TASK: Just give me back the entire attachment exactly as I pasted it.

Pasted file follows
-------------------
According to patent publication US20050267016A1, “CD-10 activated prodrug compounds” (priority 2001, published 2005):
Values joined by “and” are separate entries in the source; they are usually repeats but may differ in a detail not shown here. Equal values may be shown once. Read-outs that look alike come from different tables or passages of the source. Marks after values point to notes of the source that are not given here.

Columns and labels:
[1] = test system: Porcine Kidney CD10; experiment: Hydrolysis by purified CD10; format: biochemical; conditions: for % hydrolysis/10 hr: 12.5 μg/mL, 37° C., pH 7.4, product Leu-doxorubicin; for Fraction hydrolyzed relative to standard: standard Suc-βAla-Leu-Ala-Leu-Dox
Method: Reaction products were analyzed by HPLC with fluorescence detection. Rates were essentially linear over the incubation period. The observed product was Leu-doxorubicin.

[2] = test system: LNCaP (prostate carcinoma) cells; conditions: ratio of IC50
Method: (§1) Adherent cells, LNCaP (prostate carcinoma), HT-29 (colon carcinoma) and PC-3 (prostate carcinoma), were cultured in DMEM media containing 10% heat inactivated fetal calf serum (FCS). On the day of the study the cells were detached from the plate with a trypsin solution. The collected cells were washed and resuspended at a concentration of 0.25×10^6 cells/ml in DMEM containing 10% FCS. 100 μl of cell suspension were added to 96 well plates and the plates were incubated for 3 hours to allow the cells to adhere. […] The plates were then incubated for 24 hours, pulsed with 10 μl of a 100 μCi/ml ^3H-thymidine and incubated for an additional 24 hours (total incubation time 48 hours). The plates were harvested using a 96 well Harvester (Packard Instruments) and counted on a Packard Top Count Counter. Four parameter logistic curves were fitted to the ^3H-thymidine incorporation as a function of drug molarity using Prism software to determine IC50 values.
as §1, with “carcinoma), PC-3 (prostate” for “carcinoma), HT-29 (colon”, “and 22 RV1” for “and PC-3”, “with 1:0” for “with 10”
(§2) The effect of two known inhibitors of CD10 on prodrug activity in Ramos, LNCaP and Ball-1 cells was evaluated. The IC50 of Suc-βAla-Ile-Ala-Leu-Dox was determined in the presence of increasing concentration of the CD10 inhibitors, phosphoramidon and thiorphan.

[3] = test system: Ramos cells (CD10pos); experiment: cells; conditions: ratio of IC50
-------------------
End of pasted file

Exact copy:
According to patent publication US20050267016A1, “CD-10 activated prodrug compounds” (priority 2001, published 2005):
Values joined by “and” are separate entries in the source; they are usually repeats but may differ in a detail not shown here. Equal values may be shown once. Read-outs that look alike come from different tables or passages of the source. Marks after values point to notes of the source that are not given here.

Columns and labels:
[1] = test system: Porcine Kidney CD10; experiment: Hydrolysis by purified CD10; format: biochemical; conditions: for % hydrolysis/10 hr: 12.5 μg/mL, 37° C., pH 7.4, product Leu-doxorubicin; for Fraction hydrolyzed relative to standard: standard Suc-βAla-Leu-Ala-Leu-Dox
Method: Reaction products were analyzed by HPLC with fluorescence detection. Rates were essentially linear over the incubation period. The observed product was Leu-doxorubicin.

[2] = test system: LNCaP (prostate carcinoma) cells; conditions: ratio of IC50
Method: (§1) Adherent cells, LNCaP (prostate carcinoma), HT-29 (colon carcinoma) and PC-3 (prostate carcinoma), were cultured in DMEM media containing 10% heat inactivated fetal calf serum (FCS). On the day of the study the cells were detached from the plate with a trypsin solution. The collected cells were washed and resuspended at a concentration of 0.25×10^6 cells/ml in DMEM containing 10% FCS. 100 μl of cell suspension were added to 96 well plates and the plates were incubated for 3 hours to allow the cells to adhere. […] The plates were then incubated for 24 hours, pulsed with 10 μl of a 100 μCi/ml ^3H-thymidine and incubated for an additional 24 hours (total incubation time 48 hours). The plates were harvested using a 96 well Harvester (Packard Instruments) and counted on a Packard Top Count Counter. Four parameter logistic curves were fitted to the ^3H-thymidine incorporation as a function of drug molarity using Prism software to determine IC50 values.
as §1, with “carcinoma), PC-3 (prostate” for “carcinoma), HT-29 (colon”, “and 22 RV1” for “and PC-3”, “with 1:0” for “with 10”
(§2) The effect of two known inhibitors of CD10 on prodrug activity in Ramos, LNCaP and Ball-1 cells was evaluated. The IC50 of Suc-βAla-Ile-Ala-Leu-Dox was determined in the presence of increasing concentration of the CD10 inhibitors, phosphoramidon and thiorphan.

[3] = test system: Ramos cells (CD10pos); experiment: cells; conditions: ratio of IC50